Sex offender gets 10-year term Football coach molested 2 players

April 23, 1993|By Darren M. Allen | Darren M. Allen,Staff Writer

Richard T. Mercer says he couldn't help himself.

For nearly two decades, the 47-year-old Westminster man was a devoted coach to hundreds of adolescent boys participating in Carroll recreational football leagues.

But the game wasn't the only attraction, his attorney said yesterday as Mercer was sentenced to 30 years in prison, with all but 10 years suspended, for sexually molesting at least two of his former players.

"We can't say that all of this activity with the football programs was purely altruistic," Daniel H. Green told Carroll Circuit Judge Luke K. Burns Jr. "During that time, he was sexually aroused by males."

A Carroll County grand jury returned a 16-count criminal indictment against Mercer in November, charging him with fondling several teen-age members of the Westminster Optimist football program.

Mercer, of the first block of Daniel Drive in Westminster, pleaded guilty in February to two charges of child abuse and one charge of furnishing alcohol to a minor.

In exchange for the guilty plea, prosecutors agreed not to prosecute Mercer in cases involving four other alleged victims. They also dropped 13 other charges and agreed to argue for a sentence of no more than 15 years, with seven years suspended.

Despite more than an hour of often revealing defense testimony -- in which Mercer said he was molested by an Episcopal priest when he was a youngster -- Judge Burns showed little sympathy for the defendant.

"Just because he says he was abused as a young child he suggests that he didn't realize it was wrong while he was abusing these young men," the judge said. "I just do not accept that argument."

Calling Mercer one of the worst child sexual abusers in the county's history, Judge Burns imposed two consecutive 15-year sentences. He suspended all but 10 years of the sentences, and ordered Mercer to serve five years of supervised probation upon release.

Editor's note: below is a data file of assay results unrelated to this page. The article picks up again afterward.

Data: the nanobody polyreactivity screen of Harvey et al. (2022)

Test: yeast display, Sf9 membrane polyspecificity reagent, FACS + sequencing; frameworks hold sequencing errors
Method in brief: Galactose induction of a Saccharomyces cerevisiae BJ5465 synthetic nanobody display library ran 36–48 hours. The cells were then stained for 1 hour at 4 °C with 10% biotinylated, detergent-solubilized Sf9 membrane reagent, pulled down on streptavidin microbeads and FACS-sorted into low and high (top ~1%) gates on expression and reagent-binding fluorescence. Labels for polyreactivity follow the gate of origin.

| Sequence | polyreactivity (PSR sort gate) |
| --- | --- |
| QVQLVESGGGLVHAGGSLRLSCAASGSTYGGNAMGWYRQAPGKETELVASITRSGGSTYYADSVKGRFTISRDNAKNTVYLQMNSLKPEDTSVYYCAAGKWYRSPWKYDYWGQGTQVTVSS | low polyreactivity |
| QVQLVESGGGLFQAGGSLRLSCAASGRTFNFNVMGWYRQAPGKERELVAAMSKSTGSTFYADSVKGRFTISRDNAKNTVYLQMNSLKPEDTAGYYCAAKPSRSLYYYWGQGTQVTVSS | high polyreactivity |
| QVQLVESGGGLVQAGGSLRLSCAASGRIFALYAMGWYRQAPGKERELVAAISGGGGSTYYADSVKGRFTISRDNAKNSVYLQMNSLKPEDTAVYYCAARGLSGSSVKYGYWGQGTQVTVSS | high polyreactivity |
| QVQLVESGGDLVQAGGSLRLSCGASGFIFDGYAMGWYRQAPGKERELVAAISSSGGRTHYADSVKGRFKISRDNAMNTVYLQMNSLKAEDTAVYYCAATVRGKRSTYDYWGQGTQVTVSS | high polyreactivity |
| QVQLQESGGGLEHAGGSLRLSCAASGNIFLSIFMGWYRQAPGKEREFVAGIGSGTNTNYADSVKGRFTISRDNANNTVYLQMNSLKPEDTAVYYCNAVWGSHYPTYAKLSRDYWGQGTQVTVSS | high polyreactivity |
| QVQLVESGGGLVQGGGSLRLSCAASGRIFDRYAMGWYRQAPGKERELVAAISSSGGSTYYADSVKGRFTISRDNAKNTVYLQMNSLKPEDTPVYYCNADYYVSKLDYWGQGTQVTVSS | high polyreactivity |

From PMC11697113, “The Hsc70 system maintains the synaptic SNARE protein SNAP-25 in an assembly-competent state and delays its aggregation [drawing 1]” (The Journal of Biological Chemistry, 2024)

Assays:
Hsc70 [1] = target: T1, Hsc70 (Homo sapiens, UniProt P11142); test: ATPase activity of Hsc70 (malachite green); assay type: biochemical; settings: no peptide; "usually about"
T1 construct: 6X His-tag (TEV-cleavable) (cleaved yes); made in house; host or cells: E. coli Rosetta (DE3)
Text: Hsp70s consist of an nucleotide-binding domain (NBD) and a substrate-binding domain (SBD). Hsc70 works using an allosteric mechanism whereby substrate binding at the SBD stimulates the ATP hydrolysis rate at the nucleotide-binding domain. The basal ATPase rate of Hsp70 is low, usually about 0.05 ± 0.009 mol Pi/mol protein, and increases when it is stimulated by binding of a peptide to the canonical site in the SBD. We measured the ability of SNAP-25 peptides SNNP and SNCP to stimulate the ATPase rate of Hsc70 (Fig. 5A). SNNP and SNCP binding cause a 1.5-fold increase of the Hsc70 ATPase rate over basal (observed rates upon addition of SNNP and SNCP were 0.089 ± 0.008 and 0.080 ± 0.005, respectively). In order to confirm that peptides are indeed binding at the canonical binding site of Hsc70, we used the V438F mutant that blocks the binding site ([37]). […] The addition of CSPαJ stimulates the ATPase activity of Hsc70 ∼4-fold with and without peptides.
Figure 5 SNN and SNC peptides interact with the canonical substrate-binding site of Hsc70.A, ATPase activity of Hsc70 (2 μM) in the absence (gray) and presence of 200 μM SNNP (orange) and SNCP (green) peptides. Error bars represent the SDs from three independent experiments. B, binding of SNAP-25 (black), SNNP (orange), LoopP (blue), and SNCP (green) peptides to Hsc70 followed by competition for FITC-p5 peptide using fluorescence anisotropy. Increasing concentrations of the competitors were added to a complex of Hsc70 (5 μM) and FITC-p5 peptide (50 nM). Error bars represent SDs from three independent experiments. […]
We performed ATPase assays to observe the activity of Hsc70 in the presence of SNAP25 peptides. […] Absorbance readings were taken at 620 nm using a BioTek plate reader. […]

Though appearing overwhelmed at times, the defendant stood quietly and showed little emotion when the judge issued his sentence.

Both Mr. Green and Assistant State's Attorney Kathi Hill were surprised by the sentence.

"I feel the judge did the right thing," Ms. Hill said.

Mr. Green had argued for 15 years of home detention, so his client could continue counseling at a Baltimore sex disorders clinic.

During most of yesterday's sentencing hearing, the defense attorney recounted Mercer's "dysfunctional past."

When Mercer was an acolyte in a South Carroll Episcopal church, a priest -- now dead -- sexually abused him, Mr. Green told the judge.

"Back then, when nobody would talk about it, he was forced to internalize the hurt, the anger, the trauma," Mr. Green said. "He never developed an adult view of himself or his sexuality. It's only now, since therapy, that he has identified himself as a homosexual."

But the internalized hurt and anger led to a life of attraction to men, and, in particular, young boys, his attorney said.

"Mr. Mercer's method of seduction was particularly insidious," his attorney said. "It is the violation of being in this position of trust that has most angered the community."

Police and prosecutors contend that Mercer would first get to know the families of his victims and gain their trust. Then, court records say, he would take the boys to his home or to another location -- often with the blessing of the victim's family -- and offer them alcohol.

When the boys were drunk, he would rub them with hand lotion or witch hazel, then fondle them, court records said.

On the stand, Mercer expressed regret: "I don't think anybody . . . can understand what happens to you when you're abused. I can't undo what I've done, I wish I could, but I can't."

Mr. Green wanted to keep him out of state prison so that he could continue in treatment. He also said he fears retribution against his client, since Mercer was a correctional officer for more than 10 years at the Maryland Correctional Institution in Jessup.

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